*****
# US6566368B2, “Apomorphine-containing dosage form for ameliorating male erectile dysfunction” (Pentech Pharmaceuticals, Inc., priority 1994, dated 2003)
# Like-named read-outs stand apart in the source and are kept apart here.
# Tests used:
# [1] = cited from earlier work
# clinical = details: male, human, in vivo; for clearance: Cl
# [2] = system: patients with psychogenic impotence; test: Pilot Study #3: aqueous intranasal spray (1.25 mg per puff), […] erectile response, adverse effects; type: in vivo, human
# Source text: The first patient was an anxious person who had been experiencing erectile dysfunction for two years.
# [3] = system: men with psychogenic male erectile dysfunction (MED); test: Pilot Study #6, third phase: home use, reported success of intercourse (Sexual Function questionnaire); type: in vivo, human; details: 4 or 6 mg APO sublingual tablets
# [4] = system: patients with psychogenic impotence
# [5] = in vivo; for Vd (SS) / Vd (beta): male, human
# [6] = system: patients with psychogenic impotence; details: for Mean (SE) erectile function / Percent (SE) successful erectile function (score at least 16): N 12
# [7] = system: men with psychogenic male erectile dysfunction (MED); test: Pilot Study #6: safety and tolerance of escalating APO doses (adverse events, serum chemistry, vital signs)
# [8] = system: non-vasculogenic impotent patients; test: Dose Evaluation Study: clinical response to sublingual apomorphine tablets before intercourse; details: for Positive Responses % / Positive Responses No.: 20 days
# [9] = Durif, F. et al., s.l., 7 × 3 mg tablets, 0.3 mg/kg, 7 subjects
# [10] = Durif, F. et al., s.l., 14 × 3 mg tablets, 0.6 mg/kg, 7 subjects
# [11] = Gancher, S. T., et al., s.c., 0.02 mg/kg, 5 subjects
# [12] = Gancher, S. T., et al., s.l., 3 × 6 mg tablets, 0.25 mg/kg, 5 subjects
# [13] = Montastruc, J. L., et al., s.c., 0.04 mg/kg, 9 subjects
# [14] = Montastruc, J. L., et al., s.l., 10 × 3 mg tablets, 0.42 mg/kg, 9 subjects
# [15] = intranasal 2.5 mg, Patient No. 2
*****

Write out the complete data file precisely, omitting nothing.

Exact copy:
# US6566368B2, “Apomorphine-containing dosage form for ameliorating male erectile dysfunction” (Pentech Pharmaceuticals, Inc., priority 1994, dated 2003)
# Like-named read-outs stand apart in the source and are kept apart here.
# Tests used:
# [1] = cited from earlier work
# clinical = details: male, human, in vivo; for clearance: Cl
# [2] = system: patients with psychogenic impotence; test: Pilot Study #3: aqueous intranasal spray (1.25 mg per puff), […] erectile response, adverse effects; type: in vivo, human
# Source text: The first patient was an anxious person who had been experiencing erectile dysfunction for two years.
# [3] = system: men with psychogenic male erectile dysfunction (MED); test: Pilot Study #6, third phase: home use, reported success of intercourse (Sexual Function questionnaire); type: in vivo, human; details: 4 or 6 mg APO sublingual tablets
# [4] = system: patients with psychogenic impotence
# [5] = in vivo; for Vd (SS) / Vd (beta): male, human
# [6] = system: patients with psychogenic impotence; details: for Mean (SE) erectile function / Percent (SE) successful erectile function (score at least 16): N 12
# [7] = system: men with psychogenic male erectile dysfunction (MED); test: Pilot Study #6: safety and tolerance of escalating APO doses (adverse events, serum chemistry, vital signs)
# [8] = system: non-vasculogenic impotent patients; test: Dose Evaluation Study: clinical response to sublingual apomorphine tablets before intercourse; details: for Positive Responses % / Positive Responses No.: 20 days
# [9] = Durif, F. et al., s.l., 7 × 3 mg tablets, 0.3 mg/kg, 7 subjects
# [10] = Durif, F. et al., s.l., 14 × 3 mg tablets, 0.6 mg/kg, 7 subjects
# [11] = Gancher, S. T., et al., s.c., 0.02 mg/kg, 5 subjects
# [12] = Gancher, S. T., et al., s.l., 3 × 6 mg tablets, 0.25 mg/kg, 5 subjects
# [13] = Montastruc, J. L., et al., s.c., 0.04 mg/kg, 9 subjects
# [14] = Montastruc, J. L., et al., s.l., 10 × 3 mg tablets, 0.42 mg/kg, 9 subjects
# [15] = intranasal 2.5 mg, Patient No. 2